"Today the concept of truth is viewed with suspicion, because truth is identified with violence. Over history there have, unfortunately, been episodes when people sought to defend the truth with violence. But they are two contrasting realities. Truth cannot be imposed with means other than itself! Truth can only come with its own light. Yet, we need truth. ... Without truth we are blind in the world, we have no path to follow. The great gift of Christ was that He enabled us to see the face of God".Pope Benedict xvi, February 24th, 2012
The Church is ecumenical, catholic, God-human, ageless, and it is therefore a blasphemy—an unpardonable blasphemy against Christ and against the Holy Ghost—to turn the Church into a national institution, to narrow her down to petty, transient, time-bound aspirations and ways of doing things. Her purpose is beyond nationality, ecumenical, all-embracing: to unite all men in Christ, all without exception to nation or race or social strata. - St Justin Popovitch
Thursday, 30 July 2009
The Abbot's Homily at the Simple Profession of Br Juan Edgar
Br Juan Edgar’s First Profession
Dear Br Juan Edgar, all of us are gathered here this morning for your First Profession. We had hoped to be back in the abbey church by now, but, as you have seen, British workers are a wee bit slower than their Peruvian counterparts: they knock off by four in the afternoon and don’t appear on Saturdays. So things take a long time and cost far too much.
Even so, the monastic refectory isn’t a bad place for you to make your Profession. At least it brings home to us the important fact that monastic vows refer to the whole of one’s life and that no aspect of our lives can be excluded from the vows we make the day of our profession. Now traditionally in monastic architecture, the refectory is the reflection of the church: we sit in the same order as in choir, we even take our meals in a liturgical way, prayer and reading being the main condiments of the food we eat.
In professing monastic vows, the vows St Benedict describes in the Holy Rule, we commit our whole life to Christ in a specific monastic community. St Benedict tells us that from the day of our profession, not even our body is our own. We give everything away and our whole being belongs to God and to the community of brothers among whom we work and pray as we strive ahead towards the heavenly Kingdom, our hearts overflowing with love and joy. Monks are chaste but not really celibate: we are not single like hermits but live in community.
St Benedict uses many images for a monastery, mostly taken from the Bible, in his “little rule for beginners”. It is a School for the Lord’s Service, the word school being used both in the sense of a place of learning and in the sense of a team of players or singers. Using the powerful arms of obedience we are like soldiers setting out for war and battling against the forces of evil: the monastery is like an army. Some monasteries, though not Belmont, even look like an army barracks. In that the Abbot is called to be the shepherd of his flock, the monastery is like a farm. All abbots should keep border collies! St Benedict tells him that he has been given the care of weak and sickly men, of men who are sinners like himself, so a monastery is also like a hospital where the infirm are healed. He is also given Christ’s name, Abba, and holds the place of Christ in the Community, so the monastic community is like a family. In this we reflect the early Church in Jerusalem and the very first Christian community. The key word in the Rule is coenobitic. We are that strong kind of monk, coenobites, who live under a Rule and an Abbot and who follow the Gospel as guide and teacher.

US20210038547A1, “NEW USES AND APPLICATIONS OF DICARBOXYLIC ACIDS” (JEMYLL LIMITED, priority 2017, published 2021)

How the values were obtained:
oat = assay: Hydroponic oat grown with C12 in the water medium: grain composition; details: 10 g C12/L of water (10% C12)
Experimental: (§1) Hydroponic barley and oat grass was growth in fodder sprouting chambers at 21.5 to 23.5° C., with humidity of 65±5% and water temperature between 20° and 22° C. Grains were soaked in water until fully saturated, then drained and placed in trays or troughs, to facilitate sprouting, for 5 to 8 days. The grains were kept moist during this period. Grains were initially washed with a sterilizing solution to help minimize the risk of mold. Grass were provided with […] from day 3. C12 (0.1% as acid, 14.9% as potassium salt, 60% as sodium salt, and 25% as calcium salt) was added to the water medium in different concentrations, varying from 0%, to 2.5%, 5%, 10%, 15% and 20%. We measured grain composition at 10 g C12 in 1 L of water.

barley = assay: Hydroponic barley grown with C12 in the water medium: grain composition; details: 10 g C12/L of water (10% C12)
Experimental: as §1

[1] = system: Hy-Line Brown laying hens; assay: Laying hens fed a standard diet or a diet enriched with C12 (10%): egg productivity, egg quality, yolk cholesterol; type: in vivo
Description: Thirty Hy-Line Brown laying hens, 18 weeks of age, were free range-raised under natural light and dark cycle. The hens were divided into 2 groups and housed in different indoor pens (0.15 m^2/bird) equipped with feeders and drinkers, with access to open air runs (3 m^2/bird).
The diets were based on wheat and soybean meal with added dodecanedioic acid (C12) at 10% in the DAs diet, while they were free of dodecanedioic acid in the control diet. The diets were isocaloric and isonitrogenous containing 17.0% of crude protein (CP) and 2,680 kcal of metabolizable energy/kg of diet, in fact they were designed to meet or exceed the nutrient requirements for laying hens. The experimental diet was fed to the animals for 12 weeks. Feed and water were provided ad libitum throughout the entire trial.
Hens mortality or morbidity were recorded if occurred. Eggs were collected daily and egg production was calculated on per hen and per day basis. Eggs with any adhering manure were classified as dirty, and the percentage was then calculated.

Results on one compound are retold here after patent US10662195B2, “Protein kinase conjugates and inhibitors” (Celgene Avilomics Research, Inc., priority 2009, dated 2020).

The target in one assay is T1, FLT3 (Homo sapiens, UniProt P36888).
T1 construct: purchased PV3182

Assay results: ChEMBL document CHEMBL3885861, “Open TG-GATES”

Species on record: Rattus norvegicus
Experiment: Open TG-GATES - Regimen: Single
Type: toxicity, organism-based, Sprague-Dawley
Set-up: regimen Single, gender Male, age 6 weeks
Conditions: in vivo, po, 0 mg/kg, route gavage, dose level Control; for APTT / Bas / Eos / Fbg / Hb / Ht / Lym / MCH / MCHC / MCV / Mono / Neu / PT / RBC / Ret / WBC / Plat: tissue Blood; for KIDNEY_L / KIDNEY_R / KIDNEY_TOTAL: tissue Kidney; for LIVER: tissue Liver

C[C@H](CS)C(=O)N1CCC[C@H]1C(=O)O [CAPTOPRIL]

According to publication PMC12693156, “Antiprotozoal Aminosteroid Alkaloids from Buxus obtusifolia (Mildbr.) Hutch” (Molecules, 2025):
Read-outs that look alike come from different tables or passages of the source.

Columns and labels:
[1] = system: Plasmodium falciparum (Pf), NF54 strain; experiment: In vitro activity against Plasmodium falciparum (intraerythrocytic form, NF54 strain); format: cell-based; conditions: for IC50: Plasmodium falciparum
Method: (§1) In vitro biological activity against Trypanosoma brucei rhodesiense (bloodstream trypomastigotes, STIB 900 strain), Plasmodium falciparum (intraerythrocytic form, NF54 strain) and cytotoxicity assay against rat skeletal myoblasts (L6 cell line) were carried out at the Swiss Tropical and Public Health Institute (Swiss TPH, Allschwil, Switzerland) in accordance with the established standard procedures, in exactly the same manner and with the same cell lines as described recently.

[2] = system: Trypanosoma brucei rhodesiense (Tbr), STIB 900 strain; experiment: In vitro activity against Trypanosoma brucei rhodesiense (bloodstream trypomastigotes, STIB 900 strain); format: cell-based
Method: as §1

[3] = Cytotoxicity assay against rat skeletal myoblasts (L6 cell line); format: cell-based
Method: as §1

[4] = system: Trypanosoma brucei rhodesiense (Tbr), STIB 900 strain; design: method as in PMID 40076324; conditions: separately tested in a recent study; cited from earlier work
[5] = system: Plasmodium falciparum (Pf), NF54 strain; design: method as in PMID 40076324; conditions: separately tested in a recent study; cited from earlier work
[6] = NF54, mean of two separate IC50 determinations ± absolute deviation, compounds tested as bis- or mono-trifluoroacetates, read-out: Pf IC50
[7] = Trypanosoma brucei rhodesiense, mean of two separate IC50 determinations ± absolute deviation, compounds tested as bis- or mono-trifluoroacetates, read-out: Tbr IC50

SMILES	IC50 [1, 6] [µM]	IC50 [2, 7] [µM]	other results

One of the biblical images St Benedict does not use to describe his monastery is the one found in today’s Gospel, a net. “The Kingdom of heaven is like a net thrown into the sea, which collects fish of every kind.” That’s a good way of describing a monastic community, for the Abbot, taking the place of Christ, is also a fisher of men. Some fish are easily caught, others less so and some just slip away: not even a strong net can hang on to them. But we monks are also fish of every kind, no two of us are the same, we don’t always get on, at times we tend to flap around a bit, and yet each one of us has been caught by Christ and it is his will that we should live in community and together come to be part of his Body, which is the Church. The Belmont Community is rich in fish of every kind and your presence among us makes the catch even richer.
A monastery, then, is an image, an icon, of the Church or, in the words of the Second Vatican Council, a domestic Church. As monks we are aware that it is Christ who has called us to the monastic life, Christ who called us to be monks of Belmont and only Christ who can make us what he truly wants us to be. So, Br Juan Edgar, as you take your First Vows today, we pray that, in the depths of your heart, you will always be open to the saving work of Christ, the true Opus Dei. We pray that you will always allow the Holy Spirit to form and transform you and that you, together with all your brethren, will one day come rejoicing to our heavenly home, whither we run together, placing all our hope and trust in God. As we go forward with our eyes ever fixed upon Jesus, may we all find true happiness and fulfilment on the journey, the pilgrimage we make together as monks of Belmont and the Incarnation. May we remain faithful to our calling and so, our hearts filled with gratitude and enthusiasm, keep firmly to the way that God has chosen for us and that St Benedict writes about so eloquently in the Holy Rule.
We also pray for your parents and all the members of your family. May they come to appreciate the beauty of your life and vocation and may you support them always with your prayers. Amen